Two ways to fix XP's 'hibernate' security hole

Two ways to fix XP's 'hibernate' security hole

The new Microsoft Windows XP operating system's hibernate feature by default creates a back-door security hole when used on a network domain, as the GCN Lab pointed out [GCN, Oct. 22, Page 1].

There are two ways to eliminate the vulnerability, Microsoft Corp. engineers have told lab staff.

Hibernation saves any open files, folders or Web pages to memory when the computer is shutting down. That forces a PC networked in a domain to skip the log-in screen when it is powered up again.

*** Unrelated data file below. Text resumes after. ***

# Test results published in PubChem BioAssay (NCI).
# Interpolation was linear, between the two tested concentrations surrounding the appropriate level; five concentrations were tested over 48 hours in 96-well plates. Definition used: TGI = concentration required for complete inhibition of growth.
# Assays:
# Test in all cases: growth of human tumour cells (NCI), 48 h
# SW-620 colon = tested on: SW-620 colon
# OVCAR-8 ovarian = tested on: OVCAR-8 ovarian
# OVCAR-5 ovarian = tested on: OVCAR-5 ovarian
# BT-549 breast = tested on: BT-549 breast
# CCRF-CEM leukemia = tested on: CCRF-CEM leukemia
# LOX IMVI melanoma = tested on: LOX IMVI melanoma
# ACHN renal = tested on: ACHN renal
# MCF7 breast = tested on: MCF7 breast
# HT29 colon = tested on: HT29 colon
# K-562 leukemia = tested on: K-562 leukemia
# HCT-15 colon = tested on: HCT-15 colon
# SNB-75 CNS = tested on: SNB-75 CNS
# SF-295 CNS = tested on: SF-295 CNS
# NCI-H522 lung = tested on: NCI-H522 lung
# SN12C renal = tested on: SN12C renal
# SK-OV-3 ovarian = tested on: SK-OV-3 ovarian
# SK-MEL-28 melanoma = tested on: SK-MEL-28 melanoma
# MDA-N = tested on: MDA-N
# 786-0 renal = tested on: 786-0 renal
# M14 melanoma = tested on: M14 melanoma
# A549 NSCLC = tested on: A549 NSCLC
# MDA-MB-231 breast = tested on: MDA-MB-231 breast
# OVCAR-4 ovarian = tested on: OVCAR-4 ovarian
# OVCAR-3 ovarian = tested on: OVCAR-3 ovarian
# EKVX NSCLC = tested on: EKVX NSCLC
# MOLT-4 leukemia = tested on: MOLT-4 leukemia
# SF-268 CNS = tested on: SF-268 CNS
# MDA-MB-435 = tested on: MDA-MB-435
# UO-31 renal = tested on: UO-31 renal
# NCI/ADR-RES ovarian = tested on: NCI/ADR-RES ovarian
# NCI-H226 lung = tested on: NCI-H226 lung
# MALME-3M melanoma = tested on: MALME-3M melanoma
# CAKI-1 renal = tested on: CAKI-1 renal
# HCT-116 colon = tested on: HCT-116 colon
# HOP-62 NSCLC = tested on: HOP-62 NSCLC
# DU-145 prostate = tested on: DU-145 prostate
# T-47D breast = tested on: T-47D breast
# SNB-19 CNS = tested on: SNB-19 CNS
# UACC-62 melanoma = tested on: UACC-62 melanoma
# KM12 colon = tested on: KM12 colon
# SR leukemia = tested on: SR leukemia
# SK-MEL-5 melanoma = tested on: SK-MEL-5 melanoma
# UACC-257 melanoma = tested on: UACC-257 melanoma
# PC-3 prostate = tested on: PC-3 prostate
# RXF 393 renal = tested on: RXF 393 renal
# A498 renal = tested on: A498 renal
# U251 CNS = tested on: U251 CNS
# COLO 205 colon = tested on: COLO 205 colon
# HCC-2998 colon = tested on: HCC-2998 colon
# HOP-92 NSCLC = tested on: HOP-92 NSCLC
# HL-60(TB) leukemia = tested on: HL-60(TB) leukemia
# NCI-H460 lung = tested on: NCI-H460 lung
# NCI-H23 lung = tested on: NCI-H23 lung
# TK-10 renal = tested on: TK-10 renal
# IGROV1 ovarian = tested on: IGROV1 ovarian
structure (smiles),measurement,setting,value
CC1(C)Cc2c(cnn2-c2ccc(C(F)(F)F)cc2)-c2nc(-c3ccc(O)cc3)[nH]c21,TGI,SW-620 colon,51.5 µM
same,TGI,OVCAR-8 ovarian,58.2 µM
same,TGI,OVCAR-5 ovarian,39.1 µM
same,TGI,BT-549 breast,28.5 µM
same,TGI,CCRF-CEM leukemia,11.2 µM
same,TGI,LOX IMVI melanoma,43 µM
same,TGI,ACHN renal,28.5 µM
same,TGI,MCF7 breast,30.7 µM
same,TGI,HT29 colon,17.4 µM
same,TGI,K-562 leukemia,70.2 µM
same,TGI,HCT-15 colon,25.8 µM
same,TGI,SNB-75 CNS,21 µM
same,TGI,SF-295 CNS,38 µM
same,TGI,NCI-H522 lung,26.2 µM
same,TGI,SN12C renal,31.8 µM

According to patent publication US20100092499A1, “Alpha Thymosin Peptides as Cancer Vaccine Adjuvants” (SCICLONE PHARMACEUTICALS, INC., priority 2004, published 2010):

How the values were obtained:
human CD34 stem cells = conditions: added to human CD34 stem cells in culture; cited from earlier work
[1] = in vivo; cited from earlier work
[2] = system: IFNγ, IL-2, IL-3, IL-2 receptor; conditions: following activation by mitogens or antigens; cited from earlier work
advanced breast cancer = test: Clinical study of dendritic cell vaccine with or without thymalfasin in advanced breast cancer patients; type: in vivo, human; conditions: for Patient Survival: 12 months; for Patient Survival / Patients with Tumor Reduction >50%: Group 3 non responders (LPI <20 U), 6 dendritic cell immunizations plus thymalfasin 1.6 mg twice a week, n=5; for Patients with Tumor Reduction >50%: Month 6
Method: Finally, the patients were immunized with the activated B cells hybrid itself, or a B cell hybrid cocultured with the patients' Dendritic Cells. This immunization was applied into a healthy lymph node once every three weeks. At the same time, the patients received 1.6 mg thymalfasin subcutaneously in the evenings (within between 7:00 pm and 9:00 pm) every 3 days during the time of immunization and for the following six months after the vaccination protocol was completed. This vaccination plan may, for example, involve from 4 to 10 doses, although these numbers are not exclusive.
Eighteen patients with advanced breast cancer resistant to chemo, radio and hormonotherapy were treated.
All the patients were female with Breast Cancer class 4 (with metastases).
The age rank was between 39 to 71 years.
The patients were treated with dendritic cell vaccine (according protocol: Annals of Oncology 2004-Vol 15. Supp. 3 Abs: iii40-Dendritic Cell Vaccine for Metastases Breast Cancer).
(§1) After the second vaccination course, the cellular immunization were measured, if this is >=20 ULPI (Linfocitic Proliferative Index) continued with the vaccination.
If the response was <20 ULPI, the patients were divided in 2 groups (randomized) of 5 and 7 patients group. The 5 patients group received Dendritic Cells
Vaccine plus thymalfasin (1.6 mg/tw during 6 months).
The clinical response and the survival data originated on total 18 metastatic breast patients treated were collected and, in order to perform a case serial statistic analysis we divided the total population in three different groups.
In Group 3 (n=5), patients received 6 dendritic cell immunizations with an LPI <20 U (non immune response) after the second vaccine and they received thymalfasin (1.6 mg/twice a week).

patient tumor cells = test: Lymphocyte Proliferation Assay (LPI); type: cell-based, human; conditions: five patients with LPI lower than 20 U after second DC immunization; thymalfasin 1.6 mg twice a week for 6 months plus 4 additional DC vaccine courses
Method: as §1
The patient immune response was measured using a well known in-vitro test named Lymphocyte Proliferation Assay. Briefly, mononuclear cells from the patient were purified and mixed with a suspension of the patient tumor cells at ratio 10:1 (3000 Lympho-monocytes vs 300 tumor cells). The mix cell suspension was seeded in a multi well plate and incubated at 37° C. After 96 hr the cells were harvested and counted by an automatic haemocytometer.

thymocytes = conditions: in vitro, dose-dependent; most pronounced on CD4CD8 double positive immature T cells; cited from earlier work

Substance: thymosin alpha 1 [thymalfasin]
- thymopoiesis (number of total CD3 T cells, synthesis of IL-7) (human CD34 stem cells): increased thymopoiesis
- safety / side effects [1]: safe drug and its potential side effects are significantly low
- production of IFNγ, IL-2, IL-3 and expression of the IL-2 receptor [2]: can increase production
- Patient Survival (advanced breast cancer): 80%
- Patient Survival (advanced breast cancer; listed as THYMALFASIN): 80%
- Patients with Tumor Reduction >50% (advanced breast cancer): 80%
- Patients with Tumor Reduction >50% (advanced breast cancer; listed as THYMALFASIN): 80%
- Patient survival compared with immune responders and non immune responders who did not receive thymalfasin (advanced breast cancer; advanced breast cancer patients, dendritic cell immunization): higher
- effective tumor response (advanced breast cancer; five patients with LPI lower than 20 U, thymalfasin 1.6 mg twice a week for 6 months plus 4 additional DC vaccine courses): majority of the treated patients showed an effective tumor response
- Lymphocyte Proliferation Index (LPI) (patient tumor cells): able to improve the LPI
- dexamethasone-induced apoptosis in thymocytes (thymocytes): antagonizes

If the network is running Windows 2000 Server, the administrator can go into the Active Directory controls at the server and disable the hibernate setting for any Windows XP clients.

Another fix is for the administrator to set each client machine's local security policy to require the user to push Ctrl-Alt-Del and supply a password when leaving hibernation, whether the client is connected to a server or not.

The Home version also can perform limited peer-to-peer file sharing, contrary to the lab's initial review.

About the Author

John Breeden II is a freelance technology writer for GCN.

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